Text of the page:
December 2, 2022

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South Africa is still struggling to stop the “epidemic” of violence against women

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Gender-based violence is still a significant problem in South Africa, particularly where crime rates are high. According to President Cyril Ramaphosa, femicides increased by more than 50% in the second quarter of 2022 compared to 2021. The 2nd Presidential Summit was held to take the steps decided. And if the government prioritizes the matter, political decisions will take time to be implemented.

With our correspondent in Johannesburg, Claire Barkeles

In August 2018, thousands of people took to the streets to demand countermeasures Gender-based violence in South Africa, the first presidential summit was organized to decide the way forward. Then, in 2019, following the shocking death of a student in Cape Town, a new wave of protests led the government to set up an emergency fund and, the following year, a plan to combat this violence.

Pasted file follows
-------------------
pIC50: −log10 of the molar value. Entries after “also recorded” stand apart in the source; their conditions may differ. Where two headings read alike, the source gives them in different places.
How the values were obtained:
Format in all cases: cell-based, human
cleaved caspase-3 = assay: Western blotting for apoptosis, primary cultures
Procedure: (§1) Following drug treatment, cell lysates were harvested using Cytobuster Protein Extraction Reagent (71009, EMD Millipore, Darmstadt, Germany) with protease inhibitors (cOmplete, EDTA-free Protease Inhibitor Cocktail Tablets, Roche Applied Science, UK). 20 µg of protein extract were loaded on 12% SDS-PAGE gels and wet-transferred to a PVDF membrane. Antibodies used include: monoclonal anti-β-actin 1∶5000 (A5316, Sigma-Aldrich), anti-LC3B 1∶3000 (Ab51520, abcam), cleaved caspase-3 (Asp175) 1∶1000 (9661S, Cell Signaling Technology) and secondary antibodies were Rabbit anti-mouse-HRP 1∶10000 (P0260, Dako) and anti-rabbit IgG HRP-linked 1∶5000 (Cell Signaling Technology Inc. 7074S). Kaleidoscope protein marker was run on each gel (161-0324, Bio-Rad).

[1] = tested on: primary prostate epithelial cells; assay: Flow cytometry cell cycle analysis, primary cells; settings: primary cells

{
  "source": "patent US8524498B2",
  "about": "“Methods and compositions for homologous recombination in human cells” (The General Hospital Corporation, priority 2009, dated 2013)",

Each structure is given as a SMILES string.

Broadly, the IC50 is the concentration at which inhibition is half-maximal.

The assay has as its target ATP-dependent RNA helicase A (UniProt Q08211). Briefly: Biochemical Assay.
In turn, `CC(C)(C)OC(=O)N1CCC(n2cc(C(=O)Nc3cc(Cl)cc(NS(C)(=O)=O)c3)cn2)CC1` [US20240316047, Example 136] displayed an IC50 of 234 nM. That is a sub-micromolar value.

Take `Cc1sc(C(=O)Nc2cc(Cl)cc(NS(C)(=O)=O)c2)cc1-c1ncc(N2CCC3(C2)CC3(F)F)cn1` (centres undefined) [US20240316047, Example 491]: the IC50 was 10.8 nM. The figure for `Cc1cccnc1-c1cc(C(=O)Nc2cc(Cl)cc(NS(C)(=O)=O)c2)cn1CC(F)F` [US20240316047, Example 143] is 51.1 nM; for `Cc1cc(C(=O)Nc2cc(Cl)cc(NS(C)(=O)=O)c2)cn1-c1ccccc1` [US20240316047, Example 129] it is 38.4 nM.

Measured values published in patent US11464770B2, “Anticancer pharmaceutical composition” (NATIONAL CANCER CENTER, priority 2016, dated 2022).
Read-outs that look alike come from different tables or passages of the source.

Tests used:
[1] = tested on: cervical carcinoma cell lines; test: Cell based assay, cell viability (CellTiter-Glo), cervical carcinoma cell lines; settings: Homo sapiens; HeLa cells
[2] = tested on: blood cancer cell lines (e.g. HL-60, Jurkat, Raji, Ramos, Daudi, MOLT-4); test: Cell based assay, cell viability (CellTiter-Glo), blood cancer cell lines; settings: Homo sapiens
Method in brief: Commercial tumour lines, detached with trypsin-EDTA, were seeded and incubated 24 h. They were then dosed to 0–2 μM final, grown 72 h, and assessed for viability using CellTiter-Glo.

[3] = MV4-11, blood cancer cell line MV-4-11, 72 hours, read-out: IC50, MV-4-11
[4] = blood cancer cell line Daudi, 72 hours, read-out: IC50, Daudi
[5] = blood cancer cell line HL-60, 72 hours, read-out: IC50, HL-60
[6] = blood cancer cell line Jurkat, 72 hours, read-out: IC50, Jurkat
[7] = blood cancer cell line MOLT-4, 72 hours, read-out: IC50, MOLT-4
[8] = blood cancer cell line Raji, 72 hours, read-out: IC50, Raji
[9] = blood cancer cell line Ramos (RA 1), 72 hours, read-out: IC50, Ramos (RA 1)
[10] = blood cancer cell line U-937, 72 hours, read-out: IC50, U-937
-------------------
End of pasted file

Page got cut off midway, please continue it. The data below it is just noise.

But since then the results have been mixed according to associations. The Covid-19 pandemic has slowed efforts, although President Cyril Ramaphosa has insisted that violence against women must always be qualified. A second pandemic will attack the country.

Admittedly, progress has been made, especially with the adoption of new laws to better protect victims. The backlog in processing DNA tests has improved, with more than 70,000 results pending.

But very few complaints are filed at police stations after incidents of violence, and fewer cases are brought to justice and lead to convictions. Finally, the Council to be set up to oversee all these efforts is yet to be formed.

► Read More: South Africa: Anger and Disappointment at Second Summit on Violence Against Women

Although we have moved on from apartheid, we are in a post-conflict environment. People who have been abused tend to repeat the same behaviors. Vulnerable groups such as women, children or LGBT+ people find themselves violent, assaulted, abused and killed.

South Africa: Nwabisa Jama Shai addresses the issue of violence against women

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